Lithium Transport in Major Affective Disorders: A Model System for Membrane-Plasma and Genetic-Physiologic Interactions
As mentioned in the introduction to this symposium and in Dr. Duhm’s paper, there appear to be both genetic and physiologic influences on the rate of sodium-dependent lithium efflux in human red blood cells (RBCs). We have been interested in biological measurements for diagnosing and treating patients with major affective disorders, but are still quite far from the time when we will be able to use this or any biological marker for definitively diagnosing or predicting treatment response. Our investigations have begun to unravel several physiologic and genetic influences on this measurement, a necessary prerequisite for its clinical application. Our findings of the observed influences on lithium transport suggest its use as an example of a sodium-dependent membrane function that can be influenced by both genetic and physiologic parameters (Fig. 1). Genetic factors control the amount of synthesized peptide, its primary structure, and hence its efficiency in catalyzing the exchange of sodium and lithium across the RBC membrane. Membrane factors not directly under genetic control are the rate of cell membrane turnover and the composition of the nonprotein portion of the membrane. From the plasma side of the membrane we see the influence of a variety of externally-associated factors ranging in size from very small molecules, such as peptides and steroid hormones, to very large lipoprotein complexes known to be in active, dynamic equilibrium with the lipoprotein components of the RBC membrane (1). Transfer proteins also regulate membrane structure and function by controlling the rate of incorporation of plasma components into the cell membrane (2). This model attempts to describe the RBC membrane as a dynamic entity, which, although it has certain stable genetically-controlled properties, is susceptible to a number of time-dependent physiologic perturbations that may either increase or decrease the relative rate of ion transport, and hence affect intracellular to extracellular ion distribution ratios. Using this model system we can explore these interactions, their relationship to the ion balance of the cell, and their potential clinical significance.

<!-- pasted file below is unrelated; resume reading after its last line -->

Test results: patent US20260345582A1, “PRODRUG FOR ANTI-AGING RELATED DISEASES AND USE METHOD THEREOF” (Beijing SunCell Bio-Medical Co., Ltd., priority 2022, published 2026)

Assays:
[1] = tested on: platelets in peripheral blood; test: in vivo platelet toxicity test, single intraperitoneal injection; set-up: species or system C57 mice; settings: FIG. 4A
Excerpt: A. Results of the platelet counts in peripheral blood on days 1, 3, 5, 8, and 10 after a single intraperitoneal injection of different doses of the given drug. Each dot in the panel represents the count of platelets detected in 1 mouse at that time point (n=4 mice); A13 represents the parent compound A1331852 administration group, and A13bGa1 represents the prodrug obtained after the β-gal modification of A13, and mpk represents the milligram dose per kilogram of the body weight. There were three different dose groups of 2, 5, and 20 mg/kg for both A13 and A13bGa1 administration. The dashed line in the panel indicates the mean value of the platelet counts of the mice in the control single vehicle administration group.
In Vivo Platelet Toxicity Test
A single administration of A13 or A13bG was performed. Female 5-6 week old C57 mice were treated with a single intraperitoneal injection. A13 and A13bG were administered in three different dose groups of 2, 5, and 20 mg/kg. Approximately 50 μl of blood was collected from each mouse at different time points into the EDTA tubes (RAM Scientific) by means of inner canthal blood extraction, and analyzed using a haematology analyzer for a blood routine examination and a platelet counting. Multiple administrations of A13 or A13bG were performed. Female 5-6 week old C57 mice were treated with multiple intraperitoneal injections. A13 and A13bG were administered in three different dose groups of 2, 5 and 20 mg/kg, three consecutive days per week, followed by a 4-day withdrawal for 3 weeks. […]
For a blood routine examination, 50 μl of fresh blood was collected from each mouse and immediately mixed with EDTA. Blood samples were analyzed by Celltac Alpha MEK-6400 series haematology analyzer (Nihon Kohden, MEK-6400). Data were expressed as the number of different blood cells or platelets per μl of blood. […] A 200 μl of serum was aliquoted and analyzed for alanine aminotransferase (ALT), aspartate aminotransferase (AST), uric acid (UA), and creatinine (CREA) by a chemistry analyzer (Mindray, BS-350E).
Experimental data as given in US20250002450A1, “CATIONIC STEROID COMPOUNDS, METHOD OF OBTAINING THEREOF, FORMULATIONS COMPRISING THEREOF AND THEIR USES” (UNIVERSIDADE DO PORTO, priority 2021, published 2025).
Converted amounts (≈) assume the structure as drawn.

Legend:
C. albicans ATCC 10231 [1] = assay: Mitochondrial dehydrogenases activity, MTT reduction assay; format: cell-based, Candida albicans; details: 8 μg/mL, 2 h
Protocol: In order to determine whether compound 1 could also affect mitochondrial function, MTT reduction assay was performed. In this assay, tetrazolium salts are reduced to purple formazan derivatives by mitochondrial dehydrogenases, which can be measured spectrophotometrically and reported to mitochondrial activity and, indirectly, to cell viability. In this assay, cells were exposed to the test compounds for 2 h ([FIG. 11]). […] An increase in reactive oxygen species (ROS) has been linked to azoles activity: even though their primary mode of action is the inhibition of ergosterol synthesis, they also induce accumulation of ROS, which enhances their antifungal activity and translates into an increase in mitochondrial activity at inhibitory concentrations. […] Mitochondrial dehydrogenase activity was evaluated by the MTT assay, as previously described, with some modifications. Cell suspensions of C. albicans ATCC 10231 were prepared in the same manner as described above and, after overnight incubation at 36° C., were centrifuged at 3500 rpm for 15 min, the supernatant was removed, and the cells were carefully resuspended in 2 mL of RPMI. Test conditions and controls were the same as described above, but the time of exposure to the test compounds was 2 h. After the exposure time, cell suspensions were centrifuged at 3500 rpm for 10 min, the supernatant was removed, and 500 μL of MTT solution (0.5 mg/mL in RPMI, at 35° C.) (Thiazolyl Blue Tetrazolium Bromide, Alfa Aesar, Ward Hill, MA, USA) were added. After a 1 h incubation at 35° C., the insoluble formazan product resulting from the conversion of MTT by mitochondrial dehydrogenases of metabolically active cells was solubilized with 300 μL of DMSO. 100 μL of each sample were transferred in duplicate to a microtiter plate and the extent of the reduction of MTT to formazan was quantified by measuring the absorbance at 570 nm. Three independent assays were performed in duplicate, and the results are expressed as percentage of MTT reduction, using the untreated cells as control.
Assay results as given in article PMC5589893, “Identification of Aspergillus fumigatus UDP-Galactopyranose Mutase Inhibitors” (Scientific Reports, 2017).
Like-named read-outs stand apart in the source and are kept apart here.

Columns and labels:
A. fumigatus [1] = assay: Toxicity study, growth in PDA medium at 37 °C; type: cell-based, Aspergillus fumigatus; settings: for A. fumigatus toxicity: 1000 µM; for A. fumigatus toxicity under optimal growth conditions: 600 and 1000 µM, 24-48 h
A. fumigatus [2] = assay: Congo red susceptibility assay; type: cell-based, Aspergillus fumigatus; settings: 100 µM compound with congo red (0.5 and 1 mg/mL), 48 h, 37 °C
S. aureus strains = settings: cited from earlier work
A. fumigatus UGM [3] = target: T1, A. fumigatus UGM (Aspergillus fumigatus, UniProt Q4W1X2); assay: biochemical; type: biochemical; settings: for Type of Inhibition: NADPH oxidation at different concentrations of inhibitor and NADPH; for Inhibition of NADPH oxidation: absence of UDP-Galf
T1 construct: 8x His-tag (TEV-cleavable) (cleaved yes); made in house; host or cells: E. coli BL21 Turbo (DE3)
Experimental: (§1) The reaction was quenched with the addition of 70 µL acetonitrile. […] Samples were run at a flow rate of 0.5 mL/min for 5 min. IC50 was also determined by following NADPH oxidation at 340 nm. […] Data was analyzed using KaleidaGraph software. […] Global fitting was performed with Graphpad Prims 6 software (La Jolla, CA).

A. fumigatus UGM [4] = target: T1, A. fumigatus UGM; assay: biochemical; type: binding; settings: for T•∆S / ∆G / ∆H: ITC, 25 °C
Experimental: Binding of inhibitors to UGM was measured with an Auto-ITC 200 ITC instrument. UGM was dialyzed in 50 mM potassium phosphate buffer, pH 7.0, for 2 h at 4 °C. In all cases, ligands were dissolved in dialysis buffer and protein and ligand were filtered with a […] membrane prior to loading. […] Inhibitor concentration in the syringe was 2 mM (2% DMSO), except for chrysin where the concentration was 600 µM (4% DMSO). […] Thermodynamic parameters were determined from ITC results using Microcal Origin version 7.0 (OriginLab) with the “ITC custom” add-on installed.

KeywordsPotential Clinical Significance Major Affective Disorder Lithium Transport Membrane Factor Affective Disorder Patient
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